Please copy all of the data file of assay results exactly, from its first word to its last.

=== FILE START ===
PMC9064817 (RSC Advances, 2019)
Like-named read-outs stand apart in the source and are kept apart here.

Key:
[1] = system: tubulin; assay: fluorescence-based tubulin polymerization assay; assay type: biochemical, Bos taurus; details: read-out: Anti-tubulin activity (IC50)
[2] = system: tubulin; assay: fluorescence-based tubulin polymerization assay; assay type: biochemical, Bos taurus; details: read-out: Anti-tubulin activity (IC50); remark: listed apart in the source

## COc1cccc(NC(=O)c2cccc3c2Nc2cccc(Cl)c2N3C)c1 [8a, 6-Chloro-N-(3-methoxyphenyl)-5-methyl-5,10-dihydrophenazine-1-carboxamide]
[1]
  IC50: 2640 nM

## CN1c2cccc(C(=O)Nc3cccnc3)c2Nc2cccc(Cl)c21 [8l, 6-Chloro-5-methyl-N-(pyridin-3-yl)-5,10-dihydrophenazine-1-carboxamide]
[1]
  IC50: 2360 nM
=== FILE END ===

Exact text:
PMC9064817 (RSC Advances, 2019)
Like-named read-outs stand apart in the source and are kept apart here.

Key:
[1] = system: tubulin; assay: fluorescence-based tubulin polymerization assay; assay type: biochemical, Bos taurus; details: read-out: Anti-tubulin activity (IC50)
[2] = system: tubulin; assay: fluorescence-based tubulin polymerization assay; assay type: biochemical, Bos taurus; details: read-out: Anti-tubulin activity (IC50); remark: listed apart in the source

## COc1cccc(NC(=O)c2cccc3c2Nc2cccc(Cl)c2N3C)c1 [8a, 6-Chloro-N-(3-methoxyphenyl)-5-methyl-5,10-dihydrophenazine-1-carboxamide]
[1]
  IC50: 2640 nM

## CN1c2cccc(C(=O)Nc3cccnc3)c2Nc2cccc(Cl)c21 [8l, 6-Chloro-5-methyl-N-(pyridin-3-yl)-5,10-dihydrophenazine-1-carboxamide]
[1]
  IC50: 2360 nM